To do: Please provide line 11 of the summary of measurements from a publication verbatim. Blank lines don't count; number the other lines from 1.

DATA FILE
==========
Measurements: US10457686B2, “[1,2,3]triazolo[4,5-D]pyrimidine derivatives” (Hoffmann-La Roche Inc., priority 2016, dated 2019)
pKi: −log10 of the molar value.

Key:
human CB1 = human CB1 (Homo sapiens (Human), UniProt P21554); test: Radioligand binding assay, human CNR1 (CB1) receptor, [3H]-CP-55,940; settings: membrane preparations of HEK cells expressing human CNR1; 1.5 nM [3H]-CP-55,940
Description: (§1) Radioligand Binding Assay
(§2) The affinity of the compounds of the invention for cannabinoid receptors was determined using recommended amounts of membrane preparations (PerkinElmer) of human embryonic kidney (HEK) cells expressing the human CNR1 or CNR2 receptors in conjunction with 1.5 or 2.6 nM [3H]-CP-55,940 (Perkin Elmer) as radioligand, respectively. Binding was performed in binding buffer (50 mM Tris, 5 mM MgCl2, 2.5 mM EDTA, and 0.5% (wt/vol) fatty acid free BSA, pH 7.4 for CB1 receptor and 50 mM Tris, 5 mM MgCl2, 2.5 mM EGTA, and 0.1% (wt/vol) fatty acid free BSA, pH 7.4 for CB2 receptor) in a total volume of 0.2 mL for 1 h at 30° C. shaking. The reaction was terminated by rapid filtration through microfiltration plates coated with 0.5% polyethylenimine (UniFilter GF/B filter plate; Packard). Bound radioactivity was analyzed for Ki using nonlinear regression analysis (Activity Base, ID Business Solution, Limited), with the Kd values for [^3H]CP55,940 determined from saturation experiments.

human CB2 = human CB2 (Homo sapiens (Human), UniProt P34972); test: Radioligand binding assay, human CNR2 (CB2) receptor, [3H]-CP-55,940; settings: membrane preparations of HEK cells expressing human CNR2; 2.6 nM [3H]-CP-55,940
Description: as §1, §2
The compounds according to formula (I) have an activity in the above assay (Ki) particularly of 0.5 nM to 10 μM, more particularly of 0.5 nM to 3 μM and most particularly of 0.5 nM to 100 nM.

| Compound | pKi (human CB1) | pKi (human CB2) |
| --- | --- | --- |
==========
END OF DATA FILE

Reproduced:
| --- | --- | --- |